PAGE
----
Ecotourism Australia has thrown its weight behind the Victorian Environmental Assessment Council’s River Red Gum Forest Draft Proposal, claiming that it will open up important new ecotourism opportunities for the region.
However, another NGO, Timber Communities Australia, argues that as many as 400 families, whose livelihoods are dependent on access to these forests, will be adversely affected by the proposals.
Ecotourism Australia’s foray into the debate represents an expression of its mission to contribute to conservation solutions and projects; involving and providing benefits to local communities, but will those 400 families be the targeted beneficiaries?
My dubiousness reflects the pre-existing capacity of genuine ecotourism to access an already existing superb environment. Change of tenure to National Park is not prerequisite. What is does provide though, is subsidisation of the full costs of conservation and commercial operator relief of the requirement to improve the well-being of local people.
Genuine ecotourism is internationally defined as:
Responsible travel to natural areas that conserves the environment and improves the well-being of local people.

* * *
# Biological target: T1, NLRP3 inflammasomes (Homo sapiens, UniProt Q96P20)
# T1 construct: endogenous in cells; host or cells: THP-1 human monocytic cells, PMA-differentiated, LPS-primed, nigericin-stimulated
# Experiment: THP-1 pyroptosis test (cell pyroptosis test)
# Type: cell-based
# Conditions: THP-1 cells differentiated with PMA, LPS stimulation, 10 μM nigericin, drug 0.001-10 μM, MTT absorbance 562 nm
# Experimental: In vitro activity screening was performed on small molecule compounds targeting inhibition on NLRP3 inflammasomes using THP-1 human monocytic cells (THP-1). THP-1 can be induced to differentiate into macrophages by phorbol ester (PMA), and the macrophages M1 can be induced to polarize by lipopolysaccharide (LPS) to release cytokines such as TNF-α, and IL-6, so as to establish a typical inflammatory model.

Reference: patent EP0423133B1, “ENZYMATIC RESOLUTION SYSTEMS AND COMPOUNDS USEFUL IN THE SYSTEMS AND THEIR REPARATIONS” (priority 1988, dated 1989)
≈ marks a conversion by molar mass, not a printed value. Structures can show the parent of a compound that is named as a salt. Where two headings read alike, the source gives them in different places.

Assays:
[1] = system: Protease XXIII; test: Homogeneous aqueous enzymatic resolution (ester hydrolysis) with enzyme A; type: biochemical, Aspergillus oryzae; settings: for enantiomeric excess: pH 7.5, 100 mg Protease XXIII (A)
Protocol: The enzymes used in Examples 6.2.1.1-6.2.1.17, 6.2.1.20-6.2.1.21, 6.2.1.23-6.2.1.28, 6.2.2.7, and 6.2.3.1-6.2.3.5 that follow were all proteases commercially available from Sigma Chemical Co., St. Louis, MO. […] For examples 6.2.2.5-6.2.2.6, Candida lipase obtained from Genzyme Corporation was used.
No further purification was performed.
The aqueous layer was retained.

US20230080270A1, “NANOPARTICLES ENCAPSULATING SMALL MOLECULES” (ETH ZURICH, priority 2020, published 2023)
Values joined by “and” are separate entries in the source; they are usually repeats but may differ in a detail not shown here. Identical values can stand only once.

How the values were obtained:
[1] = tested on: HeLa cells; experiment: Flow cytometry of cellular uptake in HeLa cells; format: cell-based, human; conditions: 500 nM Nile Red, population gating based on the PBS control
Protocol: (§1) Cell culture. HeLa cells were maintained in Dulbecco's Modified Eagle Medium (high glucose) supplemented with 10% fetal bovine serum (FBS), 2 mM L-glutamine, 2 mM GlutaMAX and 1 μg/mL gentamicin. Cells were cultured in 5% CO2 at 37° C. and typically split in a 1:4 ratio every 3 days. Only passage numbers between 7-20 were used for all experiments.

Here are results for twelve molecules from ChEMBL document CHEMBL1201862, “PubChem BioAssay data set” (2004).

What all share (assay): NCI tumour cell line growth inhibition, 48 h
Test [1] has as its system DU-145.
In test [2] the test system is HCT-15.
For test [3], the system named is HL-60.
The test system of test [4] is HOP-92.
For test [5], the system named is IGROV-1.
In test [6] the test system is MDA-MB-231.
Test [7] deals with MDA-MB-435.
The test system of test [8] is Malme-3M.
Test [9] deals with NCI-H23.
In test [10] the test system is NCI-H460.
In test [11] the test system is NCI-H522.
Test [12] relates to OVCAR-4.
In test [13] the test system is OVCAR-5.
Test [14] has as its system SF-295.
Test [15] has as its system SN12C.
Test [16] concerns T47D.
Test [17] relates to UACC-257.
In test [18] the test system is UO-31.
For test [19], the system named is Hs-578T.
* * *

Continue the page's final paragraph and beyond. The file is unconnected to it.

Ecotourism Australia is a membership-based organisation that is strongly representative of protected area managers and holders of commercial activity permits. It has adopted a different definition to the international standard:
Ecologically sustainable tourism with a primary focus on experiencing natural areas that fosters environmental and cultural understanding, appreciation and conservation.
The Oslo Statement on Ecotourism was recently produced at the Global Ecotourism Conference held in Norway 2007.
‘Ecotourism’ was recognized as being widely used, but also abused, as it is not sufficiently anchored to the definition. The ecotourism community, therefore, continues to face significant challenges in awareness building and education and actively working against greenwashing within the tourism industry.